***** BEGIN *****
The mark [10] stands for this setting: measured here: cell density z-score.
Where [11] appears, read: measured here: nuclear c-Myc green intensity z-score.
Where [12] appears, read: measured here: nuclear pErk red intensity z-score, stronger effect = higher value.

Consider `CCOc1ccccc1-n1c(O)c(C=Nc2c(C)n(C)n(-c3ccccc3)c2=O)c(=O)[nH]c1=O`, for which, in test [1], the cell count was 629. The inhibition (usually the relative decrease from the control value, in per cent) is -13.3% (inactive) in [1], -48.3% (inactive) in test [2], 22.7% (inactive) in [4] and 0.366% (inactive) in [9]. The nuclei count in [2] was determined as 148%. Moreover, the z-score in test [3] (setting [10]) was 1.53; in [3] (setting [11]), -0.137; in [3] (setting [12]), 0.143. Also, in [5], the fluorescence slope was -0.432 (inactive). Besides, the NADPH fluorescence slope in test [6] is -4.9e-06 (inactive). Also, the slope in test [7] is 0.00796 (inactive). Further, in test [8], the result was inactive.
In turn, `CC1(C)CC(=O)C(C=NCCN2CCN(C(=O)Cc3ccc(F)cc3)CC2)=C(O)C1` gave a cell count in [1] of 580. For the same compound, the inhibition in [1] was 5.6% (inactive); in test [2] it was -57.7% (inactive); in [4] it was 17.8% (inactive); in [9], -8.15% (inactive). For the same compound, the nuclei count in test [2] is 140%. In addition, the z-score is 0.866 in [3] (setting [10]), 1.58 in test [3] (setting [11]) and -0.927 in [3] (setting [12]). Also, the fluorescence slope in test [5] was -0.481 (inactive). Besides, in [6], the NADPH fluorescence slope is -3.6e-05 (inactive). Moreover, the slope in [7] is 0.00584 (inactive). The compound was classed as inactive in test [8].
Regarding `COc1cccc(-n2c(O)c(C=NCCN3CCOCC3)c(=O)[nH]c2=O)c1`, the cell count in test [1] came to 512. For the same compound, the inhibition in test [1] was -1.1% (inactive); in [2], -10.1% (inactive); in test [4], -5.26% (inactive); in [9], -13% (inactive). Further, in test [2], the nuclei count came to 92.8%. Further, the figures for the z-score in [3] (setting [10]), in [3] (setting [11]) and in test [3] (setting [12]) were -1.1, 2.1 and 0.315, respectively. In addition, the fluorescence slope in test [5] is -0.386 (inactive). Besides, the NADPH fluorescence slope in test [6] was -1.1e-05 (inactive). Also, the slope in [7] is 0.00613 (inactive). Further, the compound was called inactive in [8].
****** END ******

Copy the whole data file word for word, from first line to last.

The mark [10] stands for this setting: measured here: cell density z-score.
Where [11] appears, read: measured here: nuclear c-Myc green intensity z-score.
Where [12] appears, read: measured here: nuclear pErk red intensity z-score, stronger effect = higher value.

Consider `CCOc1ccccc1-n1c(O)c(C=Nc2c(C)n(C)n(-c3ccccc3)c2=O)c(=O)[nH]c1=O`, for which, in test [1], the cell count was 629. The inhibition (usually the relative decrease from the control value, in per cent) is -13.3% (inactive) in [1], -48.3% (inactive) in test [2], 22.7% (inactive) in [4] and 0.366% (inactive) in [9]. The nuclei count in [2] was determined as 148%. Moreover, the z-score in test [3] (setting [10]) was 1.53; in [3] (setting [11]), -0.137; in [3] (setting [12]), 0.143. Also, in [5], the fluorescence slope was -0.432 (inactive). Besides, the NADPH fluorescence slope in test [6] is -4.9e-06 (inactive). Also, the slope in test [7] is 0.00796 (inactive). Further, in test [8], the result was inactive.
In turn, `CC1(C)CC(=O)C(C=NCCN2CCN(C(=O)Cc3ccc(F)cc3)CC2)=C(O)C1` gave a cell count in [1] of 580. For the same compound, the inhibition in [1] was 5.6% (inactive); in test [2] it was -57.7% (inactive); in [4] it was 17.8% (inactive); in [9], -8.15% (inactive). For the same compound, the nuclei count in test [2] is 140%. In addition, the z-score is 0.866 in [3] (setting [10]), 1.58 in test [3] (setting [11]) and -0.927 in [3] (setting [12]). Also, the fluorescence slope in test [5] was -0.481 (inactive). Besides, in [6], the NADPH fluorescence slope is -3.6e-05 (inactive). Moreover, the slope in [7] is 0.00584 (inactive). The compound was classed as inactive in test [8].
Regarding `COc1cccc(-n2c(O)c(C=NCCN3CCOCC3)c(=O)[nH]c2=O)c1`, the cell count in test [1] came to 512. For the same compound, the inhibition in test [1] was -1.1% (inactive); in [2], -10.1% (inactive); in test [4], -5.26% (inactive); in [9], -13% (inactive). Further, in test [2], the nuclei count came to 92.8%. Further, the figures for the z-score in [3] (setting [10]), in [3] (setting [11]) and in test [3] (setting [12]) were -1.1, 2.1 and 0.315, respectively. In addition, the fluorescence slope in test [5] is -0.386 (inactive). Besides, the NADPH fluorescence slope in test [6] was -1.1e-05 (inactive). Also, the slope in [7] is 0.00613 (inactive). Further, the compound was called inactive in [8].